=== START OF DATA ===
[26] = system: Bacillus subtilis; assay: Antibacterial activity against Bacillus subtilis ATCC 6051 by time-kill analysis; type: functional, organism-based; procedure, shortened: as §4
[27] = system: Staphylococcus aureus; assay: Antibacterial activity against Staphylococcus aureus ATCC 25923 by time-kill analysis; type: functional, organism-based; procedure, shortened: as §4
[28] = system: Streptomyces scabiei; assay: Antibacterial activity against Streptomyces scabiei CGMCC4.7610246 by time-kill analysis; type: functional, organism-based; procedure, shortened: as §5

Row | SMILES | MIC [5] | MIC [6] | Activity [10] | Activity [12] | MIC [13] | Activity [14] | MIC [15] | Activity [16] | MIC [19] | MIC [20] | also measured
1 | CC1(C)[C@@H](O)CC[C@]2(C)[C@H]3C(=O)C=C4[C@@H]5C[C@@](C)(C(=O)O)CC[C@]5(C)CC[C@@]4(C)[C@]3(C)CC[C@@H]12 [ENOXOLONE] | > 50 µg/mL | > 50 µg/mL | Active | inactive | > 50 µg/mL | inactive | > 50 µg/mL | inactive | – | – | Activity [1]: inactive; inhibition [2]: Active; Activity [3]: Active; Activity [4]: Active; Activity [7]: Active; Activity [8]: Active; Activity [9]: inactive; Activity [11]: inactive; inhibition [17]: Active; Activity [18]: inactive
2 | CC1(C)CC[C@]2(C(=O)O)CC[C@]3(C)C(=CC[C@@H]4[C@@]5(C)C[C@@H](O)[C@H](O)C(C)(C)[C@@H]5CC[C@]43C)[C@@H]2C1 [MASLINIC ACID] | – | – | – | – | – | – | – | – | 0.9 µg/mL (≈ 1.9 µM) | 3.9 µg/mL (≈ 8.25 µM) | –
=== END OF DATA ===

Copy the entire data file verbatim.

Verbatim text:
[26] = system: Bacillus subtilis; assay: Antibacterial activity against Bacillus subtilis ATCC 6051 by time-kill analysis; type: functional, organism-based; procedure, shortened: as §4
[27] = system: Staphylococcus aureus; assay: Antibacterial activity against Staphylococcus aureus ATCC 25923 by time-kill analysis; type: functional, organism-based; procedure, shortened: as §4
[28] = system: Streptomyces scabiei; assay: Antibacterial activity against Streptomyces scabiei CGMCC4.7610246 by time-kill analysis; type: functional, organism-based; procedure, shortened: as §5

Row | SMILES | MIC [5] | MIC [6] | Activity [10] | Activity [12] | MIC [13] | Activity [14] | MIC [15] | Activity [16] | MIC [19] | MIC [20] | also measured
1 | CC1(C)[C@@H](O)CC[C@]2(C)[C@H]3C(=O)C=C4[C@@H]5C[C@@](C)(C(=O)O)CC[C@]5(C)CC[C@@]4(C)[C@]3(C)CC[C@@H]12 [ENOXOLONE] | > 50 µg/mL | > 50 µg/mL | Active | inactive | > 50 µg/mL | inactive | > 50 µg/mL | inactive | – | – | Activity [1]: inactive; inhibition [2]: Active; Activity [3]: Active; Activity [4]: Active; Activity [7]: Active; Activity [8]: Active; Activity [9]: inactive; Activity [11]: inactive; inhibition [17]: Active; Activity [18]: inactive
2 | CC1(C)CC[C@]2(C(=O)O)CC[C@]3(C)C(=CC[C@@H]4[C@@]5(C)C[C@@H](O)[C@H](O)C(C)(C)[C@@H]5CC[C@]43C)[C@@H]2C1 [MASLINIC ACID] | – | – | – | – | – | – | – | – | 0.9 µg/mL (≈ 1.9 µM) | 3.9 µg/mL (≈ 8.25 µM) | –